The Blue Jays’ early season struggles raise questions on Josh Donaldson’s free agency and the team’s competitive window.
Entering the season, most projection systems were high on the Blue Jays. FanGraphs, for example, pegged them to finish 86-76. That’s starting to feel like a pipe dream now. Sitting at 22-25, the Blue Jays are sliding out of wild card contention and quite noticeably losing their spirit. It’s difficult to predict where the Blue Jays record will normalize but certainly, they won’t compete for a wildcard spot if Josh Donaldson’s substandard play continues.
This season, Donaldson is slashing a meager .214/.310/.411 in 129 plate appearances. Most concerning though is his strikeout total. His 22.4% strikeout rate last season has ballooned to 28.6% rate this year. That seems like, and is a crazy number. Jose Bautista, in his notorious 2017 campaign didn’t even strike out that much.
Although, to Donaldson’s credit he is less than three weeks removed from a DL stint, and relies on his timing more than the average superstar. He deserves some more time to figure it out. If Miguel Cabrera and Mike Trout are instinctual hitters, Donaldson is a calculated hitter. He may take some time to find his swing, but when he does, a hot streak should follow.
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In any case, if the Blue Jays continue to lose, the promise of a retool becomes more desirable. If the front office decides to trade Donaldson you couldn’t really fault their approach. If they hang on to Donaldson there should be a real concern in handing him a “superstar” contract. Two specific concerns come to mind:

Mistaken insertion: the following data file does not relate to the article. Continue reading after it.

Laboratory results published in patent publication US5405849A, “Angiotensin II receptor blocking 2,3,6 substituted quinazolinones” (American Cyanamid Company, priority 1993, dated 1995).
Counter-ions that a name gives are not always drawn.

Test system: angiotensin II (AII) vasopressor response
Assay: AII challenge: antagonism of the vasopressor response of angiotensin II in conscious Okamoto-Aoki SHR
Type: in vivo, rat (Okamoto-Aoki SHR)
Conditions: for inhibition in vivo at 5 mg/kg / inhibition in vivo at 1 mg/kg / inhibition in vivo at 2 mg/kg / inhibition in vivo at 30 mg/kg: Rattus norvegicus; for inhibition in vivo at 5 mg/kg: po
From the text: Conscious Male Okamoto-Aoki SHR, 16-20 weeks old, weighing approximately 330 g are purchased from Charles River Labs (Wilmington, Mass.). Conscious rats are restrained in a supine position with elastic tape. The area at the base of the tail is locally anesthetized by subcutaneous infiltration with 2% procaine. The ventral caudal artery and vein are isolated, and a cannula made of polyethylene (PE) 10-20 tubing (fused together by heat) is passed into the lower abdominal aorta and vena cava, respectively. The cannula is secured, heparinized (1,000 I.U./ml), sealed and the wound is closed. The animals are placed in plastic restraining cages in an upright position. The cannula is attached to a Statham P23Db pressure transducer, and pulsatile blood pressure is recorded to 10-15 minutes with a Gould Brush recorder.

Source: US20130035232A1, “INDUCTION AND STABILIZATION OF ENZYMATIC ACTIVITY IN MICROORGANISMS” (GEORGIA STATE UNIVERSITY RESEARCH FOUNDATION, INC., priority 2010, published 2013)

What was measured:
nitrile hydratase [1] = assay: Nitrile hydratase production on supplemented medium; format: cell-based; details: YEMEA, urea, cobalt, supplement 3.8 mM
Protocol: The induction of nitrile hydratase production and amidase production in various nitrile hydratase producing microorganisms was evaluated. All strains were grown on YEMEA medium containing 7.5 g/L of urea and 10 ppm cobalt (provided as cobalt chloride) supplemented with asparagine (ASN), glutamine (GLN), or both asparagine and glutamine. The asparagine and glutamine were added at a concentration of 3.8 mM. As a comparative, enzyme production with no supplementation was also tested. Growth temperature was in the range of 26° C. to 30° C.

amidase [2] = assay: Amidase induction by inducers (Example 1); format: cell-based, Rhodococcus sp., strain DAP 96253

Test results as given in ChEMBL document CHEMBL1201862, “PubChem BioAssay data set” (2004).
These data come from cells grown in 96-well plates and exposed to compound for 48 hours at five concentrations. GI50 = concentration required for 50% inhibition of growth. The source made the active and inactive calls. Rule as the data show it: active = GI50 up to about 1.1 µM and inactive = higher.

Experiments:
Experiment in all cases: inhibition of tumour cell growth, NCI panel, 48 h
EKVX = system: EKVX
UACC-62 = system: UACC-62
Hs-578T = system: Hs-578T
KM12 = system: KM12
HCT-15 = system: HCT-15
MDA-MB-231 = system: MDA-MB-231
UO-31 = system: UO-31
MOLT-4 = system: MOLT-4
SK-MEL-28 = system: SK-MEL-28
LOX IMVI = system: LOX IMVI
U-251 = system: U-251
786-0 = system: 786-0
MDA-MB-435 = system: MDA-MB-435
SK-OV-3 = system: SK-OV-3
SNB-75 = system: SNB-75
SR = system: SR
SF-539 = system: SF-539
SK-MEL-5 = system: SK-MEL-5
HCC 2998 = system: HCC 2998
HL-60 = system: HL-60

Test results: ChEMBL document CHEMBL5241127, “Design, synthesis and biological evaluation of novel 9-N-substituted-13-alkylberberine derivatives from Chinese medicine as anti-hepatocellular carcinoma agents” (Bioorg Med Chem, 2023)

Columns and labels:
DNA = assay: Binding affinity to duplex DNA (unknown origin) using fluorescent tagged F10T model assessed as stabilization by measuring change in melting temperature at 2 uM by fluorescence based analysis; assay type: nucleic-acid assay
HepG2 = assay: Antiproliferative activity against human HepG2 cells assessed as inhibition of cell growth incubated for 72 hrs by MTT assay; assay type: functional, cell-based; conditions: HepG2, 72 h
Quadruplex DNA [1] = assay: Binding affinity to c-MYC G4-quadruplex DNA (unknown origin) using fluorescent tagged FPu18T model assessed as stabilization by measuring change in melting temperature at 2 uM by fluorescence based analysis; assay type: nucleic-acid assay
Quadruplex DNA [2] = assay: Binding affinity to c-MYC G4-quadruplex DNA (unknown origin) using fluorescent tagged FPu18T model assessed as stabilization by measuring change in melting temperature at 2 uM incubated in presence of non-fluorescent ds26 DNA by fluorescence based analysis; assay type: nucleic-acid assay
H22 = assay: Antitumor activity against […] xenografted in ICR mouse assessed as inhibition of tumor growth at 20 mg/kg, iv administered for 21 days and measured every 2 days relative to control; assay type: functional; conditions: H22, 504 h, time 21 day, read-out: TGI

Competitive Window. An offense centered around Anthony Alford, Vladimir Guerrero Jr., and Teoscar Hernandez is likely not good enough to compete next season. The same holds true for for the pitching staff. Does Ryan Borucki and Sean Reid-Foley joining the rotation in their rookie seasons really change the team’s outlook? In all likelihood, the competing window is a few years away. The front office needs to rationalize that fact alongside Donaldson’s future production. If the Blue Jays are good in three years, how crucial would Donaldson be to that success?
Donaldson’s fit with the Blue Jays moving forward is not perfect. As for any rebuilding team, you don’t want veteran talent to supersede development. Donaldson is the typically the player you make exceptions for but his recent track record is slightly concerning. In his peak form, he is a game-changing hitter. You just can’t be sure he’ll hit that form consistently.
The trade deadline will indicate how the Blue Jays sees themselves. Will they truck forward into their competitive window or will they take a breath, look around and retool? I’m not sure, but Josh Donaldson‘s future will do a good job answering that.